CUIMC Neighborhood Fund Helps Bring Books and Love of Reading to Children
Literacy Inc., also known as LINC, is on a mission to improve the reading abilities of children across New York City. This year, a $3,500 grant from the Medical Center Neighborhood Fund is helping LINC expand its programming in Washington Heights and Inwood. The Medical Center Neighborhood Fund is supported by voluntary donations made by employees of Columbia University Irving Medical Center, NewYork-Presbyterian, and the New York State Psychiatric Institute.
LINC community manager Sorelys Irizarry manages local programs that provide access to and support for reading and works to ensure books are available to children.
“When you come from the neighborhood, you know better the needs of its residents,” said Irizarry, who lived in Washington Heights before moving to Inwood two years ago. “Serving my community makes me proud.”
Nearly two out of three children affected by systemic poverty cannot read at grade level, according to LINC. If illiteracy goes unaddressed in childhood, the consequences are profound in adulthood and permeate all aspects of life, including health.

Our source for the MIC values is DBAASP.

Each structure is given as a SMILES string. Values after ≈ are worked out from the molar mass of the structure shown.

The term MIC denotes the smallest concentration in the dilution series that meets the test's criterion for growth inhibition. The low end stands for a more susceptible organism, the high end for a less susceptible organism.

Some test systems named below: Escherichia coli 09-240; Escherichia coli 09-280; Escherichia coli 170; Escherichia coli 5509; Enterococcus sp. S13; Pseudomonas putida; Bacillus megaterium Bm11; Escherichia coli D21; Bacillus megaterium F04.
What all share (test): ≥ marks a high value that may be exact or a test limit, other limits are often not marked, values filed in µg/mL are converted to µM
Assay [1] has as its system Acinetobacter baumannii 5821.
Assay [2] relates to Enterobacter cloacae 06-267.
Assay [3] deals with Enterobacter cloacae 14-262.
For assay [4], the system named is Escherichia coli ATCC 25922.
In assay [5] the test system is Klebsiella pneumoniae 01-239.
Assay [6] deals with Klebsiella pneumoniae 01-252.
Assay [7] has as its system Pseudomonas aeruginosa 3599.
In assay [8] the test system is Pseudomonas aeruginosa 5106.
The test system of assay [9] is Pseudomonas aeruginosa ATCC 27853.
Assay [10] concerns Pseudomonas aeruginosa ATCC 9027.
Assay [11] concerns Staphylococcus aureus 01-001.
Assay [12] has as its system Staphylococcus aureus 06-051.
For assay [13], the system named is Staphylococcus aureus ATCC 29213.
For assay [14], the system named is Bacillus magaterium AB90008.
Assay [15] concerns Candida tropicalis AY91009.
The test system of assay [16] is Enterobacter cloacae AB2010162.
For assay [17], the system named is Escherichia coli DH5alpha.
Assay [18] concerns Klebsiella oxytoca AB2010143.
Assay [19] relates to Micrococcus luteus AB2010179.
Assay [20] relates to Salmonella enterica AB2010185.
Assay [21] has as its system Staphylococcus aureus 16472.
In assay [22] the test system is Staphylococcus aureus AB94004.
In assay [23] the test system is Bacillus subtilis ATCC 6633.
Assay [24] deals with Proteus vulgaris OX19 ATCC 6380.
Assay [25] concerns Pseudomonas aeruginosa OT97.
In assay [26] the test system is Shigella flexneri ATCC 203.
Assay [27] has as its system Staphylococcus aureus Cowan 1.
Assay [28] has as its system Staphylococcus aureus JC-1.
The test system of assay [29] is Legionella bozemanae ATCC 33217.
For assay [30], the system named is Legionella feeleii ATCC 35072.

A recent study by Columbia researchers found that among a group of 983 people over age 65 who enrolled in an aging study, about 35% of those who could not read or write had dementia at the beginning of the study. Almost half of the illiterate participants who entered the study without dementia developed it about four years later.
LINC connects families to literacy programs at schools, libraries, and other community spaces in their NYC neighborhoods. The organization’s comprehensive model starts with the very youngest children and moves readers incrementally to independent reading, instilling in them a pre-literacy foundation to become strong readers by age 8. At the same time, parents are provided with strategies and tools to support them to be advocates and early teachers to their children. In 2019, LINC engaged 13,520 children and 6,810 parents and distributed 18,712 books.
In upper Manhattan, LINC programs include Reading Buddies at PS 189 in Washington Heights and a bilingual English-Spanish parents workshop at the Fort George Enrichment Center. Another program, Literacy Zone, identifies community partners, ranging from the corner barber shop to the New York Yankees, and teams with them to provide free books in public spaces or to host read-aloud events.
Members of the CUIMC community interested in volunteering with LINC should contact Reachelle Ramirez, corporate and individual volunteer manager, at firstname.lastname@example.org. There are also opportunities to join LINC’s Professional Advisory Council, a junior board of creative and entrepreneurial professionals with diverse backgrounds and areas of expertise. For more information about the board, contact Chabely Ramos at email@example.com.